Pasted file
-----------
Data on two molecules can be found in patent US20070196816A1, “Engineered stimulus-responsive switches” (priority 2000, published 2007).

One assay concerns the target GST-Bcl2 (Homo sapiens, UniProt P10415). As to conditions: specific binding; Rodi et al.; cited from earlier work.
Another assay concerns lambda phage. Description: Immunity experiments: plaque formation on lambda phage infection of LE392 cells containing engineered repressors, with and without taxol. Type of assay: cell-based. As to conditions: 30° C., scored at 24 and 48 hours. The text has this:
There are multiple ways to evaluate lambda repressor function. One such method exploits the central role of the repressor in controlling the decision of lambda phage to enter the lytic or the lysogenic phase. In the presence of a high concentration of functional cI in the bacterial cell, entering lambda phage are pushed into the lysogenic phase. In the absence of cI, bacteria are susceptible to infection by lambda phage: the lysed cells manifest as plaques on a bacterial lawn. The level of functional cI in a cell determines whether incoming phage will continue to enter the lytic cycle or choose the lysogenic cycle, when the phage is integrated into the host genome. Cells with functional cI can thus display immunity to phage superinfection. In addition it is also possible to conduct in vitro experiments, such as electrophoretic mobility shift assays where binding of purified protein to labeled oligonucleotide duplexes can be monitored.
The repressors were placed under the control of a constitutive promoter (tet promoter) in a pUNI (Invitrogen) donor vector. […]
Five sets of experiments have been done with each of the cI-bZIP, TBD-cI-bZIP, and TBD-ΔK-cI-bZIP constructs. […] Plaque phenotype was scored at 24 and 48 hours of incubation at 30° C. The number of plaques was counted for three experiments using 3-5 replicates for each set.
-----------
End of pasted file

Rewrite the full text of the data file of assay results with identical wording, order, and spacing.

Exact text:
Data on two molecules can be found in patent US20070196816A1, “Engineered stimulus-responsive switches” (priority 2000, published 2007).

One assay concerns the target GST-Bcl2 (Homo sapiens, UniProt P10415). As to conditions: specific binding; Rodi et al.; cited from earlier work.
Another assay concerns lambda phage. Description: Immunity experiments: plaque formation on lambda phage infection of LE392 cells containing engineered repressors, with and without taxol. Type of assay: cell-based. As to conditions: 30° C., scored at 24 and 48 hours. The text has this:
There are multiple ways to evaluate lambda repressor function. One such method exploits the central role of the repressor in controlling the decision of lambda phage to enter the lytic or the lysogenic phase. In the presence of a high concentration of functional cI in the bacterial cell, entering lambda phage are pushed into the lysogenic phase. In the absence of cI, bacteria are susceptible to infection by lambda phage: the lysed cells manifest as plaques on a bacterial lawn. The level of functional cI in a cell determines whether incoming phage will continue to enter the lytic cycle or choose the lysogenic cycle, when the phage is integrated into the host genome. Cells with functional cI can thus display immunity to phage superinfection. In addition it is also possible to conduct in vitro experiments, such as electrophoretic mobility shift assays where binding of purified protein to labeled oligonucleotide duplexes can be monitored.
The repressors were placed under the control of a constitutive promoter (tet promoter) in a pUNI (Invitrogen) donor vector. […]
Five sets of experiments have been done with each of the cI-bZIP, TBD-cI-bZIP, and TBD-ΔK-cI-bZIP constructs. […] Plaque phenotype was scored at 24 and 48 hours of incubation at 30° C. The number of plaques was counted for three experiments using 3-5 replicates for each set.